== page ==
In the news clipping, the destruction of evidence is also evident from the fact that the person inside the cockpit is rummaging through the documents and cavities inside the cockpit, apparently searching for
something in particular.
The Aircraft Accident Investigation Bureau procedures manual 2012, under point 4 details the procedure for securing the evidence on site.
4.1.4 The Officer Incharge of the Aerodromes closest to the site of the accident shall assist in coordination with Local Police Authorities and shall take immediately all reasonable measures to protect the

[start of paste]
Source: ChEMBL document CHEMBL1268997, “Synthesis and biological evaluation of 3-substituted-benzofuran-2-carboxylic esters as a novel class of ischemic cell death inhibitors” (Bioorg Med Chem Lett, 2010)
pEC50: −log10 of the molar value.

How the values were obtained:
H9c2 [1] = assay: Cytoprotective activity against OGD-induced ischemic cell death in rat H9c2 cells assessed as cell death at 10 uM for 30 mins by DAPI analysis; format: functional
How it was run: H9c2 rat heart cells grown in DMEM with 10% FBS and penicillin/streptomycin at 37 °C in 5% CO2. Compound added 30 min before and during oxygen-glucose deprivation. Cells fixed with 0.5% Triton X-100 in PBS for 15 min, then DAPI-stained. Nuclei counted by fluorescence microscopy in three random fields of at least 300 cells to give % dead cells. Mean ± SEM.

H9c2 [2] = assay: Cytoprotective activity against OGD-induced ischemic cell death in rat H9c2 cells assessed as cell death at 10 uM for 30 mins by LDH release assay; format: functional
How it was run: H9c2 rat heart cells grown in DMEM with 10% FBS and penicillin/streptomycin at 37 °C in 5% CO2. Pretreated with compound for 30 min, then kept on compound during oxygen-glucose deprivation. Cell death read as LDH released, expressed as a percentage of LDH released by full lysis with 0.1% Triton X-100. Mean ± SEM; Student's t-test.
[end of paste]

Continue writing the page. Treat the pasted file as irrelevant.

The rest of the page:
evidence until the arrival of the officer of AAIB or any other authorized person.
4.1.8 The assistance of civil authorities, particularly that of local police is also necessary to ensure that vital evidence is not lost.
The International Civil Aviation Organisation (ICAO) Doc. 9756 Part II, 1.5 Responding to notification states the following.
1.5.3 The investigation authority’s immediate response to notifications will facilitate the immediate response of local authorities (fire and police departments) and the prompt arrival on site of investigators. The following tasks should be accomplished without delay:
a) securing the occurrence site, aircraft, wreckage, and other equipment involved to ensure their preservation, including protection against further damage, and the deterioration or disappearance of
essential evidence due to theft, displacement or improper handling of the wreckage;